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‘I haven’t got an Italian bone in my body, but I have an Italian soul’

recipes1
Paccheri with prawn, courgette and parsley sauce recipe from The Italian Deli Cookbook by Theo Randall (Quadrille, £26). Lizzie Mayson/PA.

By Prudence Wade

With pizza, pasta and cheese galore, it’s hard not to like Italian food. But few people love it quite as much as chef Theo Randall.

Randall – who runs Theo Randall at the InterContinental in London – admits to having a “lifelong obsession with Italian food”. It stemmed from childhood holidays there, and an artist mother who was “mad about Italian”, he says. “When we were kids, we grew up on her cooking from lots of Italian cookbooks.”

The London-born chef gets almost misty-eyed when talking about past meals in Italy – particularly the first time he tasted spaghetti alle vongole (spaghetti with clams).

He has a particular obsession with the Italian deli, confessing he’s “an obsessive shopper – I will go to a particular shop to buy one item, and I’ll probably buy three different jars of passata”, who often comes home laden with anchovies, olive oil and as much cured meat as he can carry.

“I would say I haven’t got an Italian bone in my body, but I have an Italian soul,” Randall muses – and he suggests we could all learn a lot about the country’s approach to food.

“It’s about keeping things really simple and not overeating,” he explains. “Less is more – sometimes a really delicious plate of pasta is all you need, or maybe it’s a baked dish or a risotto – if that’s done really, really well, it doesn’t have to have 25 ingredients in it. It could just be courgettes, butter, parmesan and some fresh basil.”

Randall champions the Italian way of “frugal cooking” too. “It’s making use of what you’ve got, rather than going out and buying things that are completely out of season, or making things too elaborate,” he explains.

This is incredibly easy to do, particularly as most of us can whip up a pan of pasta with our eyes closed – and that’s exactly what Randall wants us to avoid. “We do things automatically, we become like robots and cook things and we have our own ways of doing things,” he says. “I think we need to open our eyes and look at Italian produce, and see what’s out there and what’s available.”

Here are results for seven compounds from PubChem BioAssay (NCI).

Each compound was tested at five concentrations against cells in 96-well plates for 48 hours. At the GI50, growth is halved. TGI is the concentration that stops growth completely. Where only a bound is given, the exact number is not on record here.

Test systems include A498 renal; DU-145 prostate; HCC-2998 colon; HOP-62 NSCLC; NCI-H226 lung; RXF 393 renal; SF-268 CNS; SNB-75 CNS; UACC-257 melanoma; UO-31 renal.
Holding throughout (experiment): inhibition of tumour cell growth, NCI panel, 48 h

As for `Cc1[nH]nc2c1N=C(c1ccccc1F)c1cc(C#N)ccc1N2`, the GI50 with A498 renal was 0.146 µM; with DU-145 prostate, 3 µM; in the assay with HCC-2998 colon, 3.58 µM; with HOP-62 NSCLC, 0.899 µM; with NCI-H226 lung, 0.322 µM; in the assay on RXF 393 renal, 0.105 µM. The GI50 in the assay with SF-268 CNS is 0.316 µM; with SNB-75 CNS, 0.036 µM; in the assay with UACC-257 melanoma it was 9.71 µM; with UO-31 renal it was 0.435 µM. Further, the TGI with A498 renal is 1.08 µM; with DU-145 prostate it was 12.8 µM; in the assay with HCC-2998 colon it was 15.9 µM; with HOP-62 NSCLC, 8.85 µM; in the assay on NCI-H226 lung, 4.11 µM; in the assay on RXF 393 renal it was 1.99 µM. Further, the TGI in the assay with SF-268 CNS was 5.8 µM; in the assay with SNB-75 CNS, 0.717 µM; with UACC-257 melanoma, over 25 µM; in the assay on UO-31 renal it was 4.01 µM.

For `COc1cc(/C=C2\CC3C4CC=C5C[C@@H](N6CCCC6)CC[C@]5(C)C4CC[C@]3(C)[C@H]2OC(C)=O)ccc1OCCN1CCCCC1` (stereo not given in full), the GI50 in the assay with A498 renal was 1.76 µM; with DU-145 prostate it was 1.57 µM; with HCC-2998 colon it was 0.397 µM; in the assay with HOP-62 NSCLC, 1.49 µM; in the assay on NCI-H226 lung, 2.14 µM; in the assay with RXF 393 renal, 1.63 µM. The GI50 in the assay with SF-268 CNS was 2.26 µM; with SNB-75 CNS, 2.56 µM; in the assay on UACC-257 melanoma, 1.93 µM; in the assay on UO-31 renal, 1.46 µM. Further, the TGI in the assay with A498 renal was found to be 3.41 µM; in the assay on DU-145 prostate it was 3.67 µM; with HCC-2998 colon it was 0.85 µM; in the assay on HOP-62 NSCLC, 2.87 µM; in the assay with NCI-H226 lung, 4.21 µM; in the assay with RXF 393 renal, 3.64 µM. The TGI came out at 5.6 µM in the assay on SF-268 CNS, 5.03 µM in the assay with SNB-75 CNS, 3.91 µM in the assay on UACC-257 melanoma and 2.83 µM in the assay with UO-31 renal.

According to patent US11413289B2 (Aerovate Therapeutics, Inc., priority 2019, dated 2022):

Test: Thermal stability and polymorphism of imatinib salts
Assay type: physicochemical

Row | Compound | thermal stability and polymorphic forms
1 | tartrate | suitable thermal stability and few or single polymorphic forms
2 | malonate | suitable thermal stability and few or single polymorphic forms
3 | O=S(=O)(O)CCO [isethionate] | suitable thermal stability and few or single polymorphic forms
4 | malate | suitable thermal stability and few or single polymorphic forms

Paccheri with Prawn, Courgette and Parsley Sauce

Serves 4 as a starter

 

350g paccheri

3tbsp olive oil

1 garlic clove, finely sliced

2 courgettes, cut into 1cm matchsticks

150g Datterini (baby plum) tomatoes, halved

1tbsp finely chopped flat-leaf parsley leaves

250g uncooked prawns, halved lengthways (frozen are fine)

75ml dry white wine

Sea salt and freshly ground black pepper

 

Bring a large pan of salted water to the boil. Add the paccheri and boil for two minutes less than the packet instructions, until very al dente. Meanwhile, make the sauce. Gently heat two tablespoons of the oil in a large non-stick frying pan on a medium heat. When hot, add the garlic and courgettes. Cook for three minutes to soften, then add the tomatoes, parsley and halved prawns. Season with salt and pepper, add the white wine and cook on a medium heat for about three minutes, until the liquid has reduced by half.

Once the pasta is ready, using a slotted spoon or small sieve, transfer it to the sauce. Add a ladleful of the pasta cooking water and cook for a further two minutes, until the sauce becomes syrupy. Add the final tablespoon of olive oil and check the seasoning. The pasta should have a lovely bite to it and it should be coated in the sauce.

 

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tiramisu recipe from The Italian Deli Cookbook by Theo Randall (Quadrille, £26). Lizzie Mayson/PA.

Tiramisu

Serves 6

 

100g caster sugar

4 organic eggs, separated

500g mascarpone

125ml cold, strong black coffee

50ml sweet Marsala

300g savoiardi biscuits

50g unsweetened cocoa powder

 

Add the sugar and egg yolks to the bowl of a stand mixer and beat on a medium speed for about four minutes, until the mixture is pale. Add the mascarpone and beat for a further three minutes until light and fluffy.

In another bowl, whisk the egg whites until stiff, then fold them into the mascarpone mixture until fully combined, light and creamy.

Combine the coffee and Marsala in a shallow dish. One by one, dip one third of the savoiardi biscuits into the liquid and use them to line the bottom of a medium-sized, deep serving dish. Using a spatula, spread one third of the mascarpone mixture on top to create an even layer. Repeat this layering process twice more. Sift over the cocoa powder and refrigerate for at least three hours before serving.

 

The Italian Deli Cookbook by Theo Randall is available now

 

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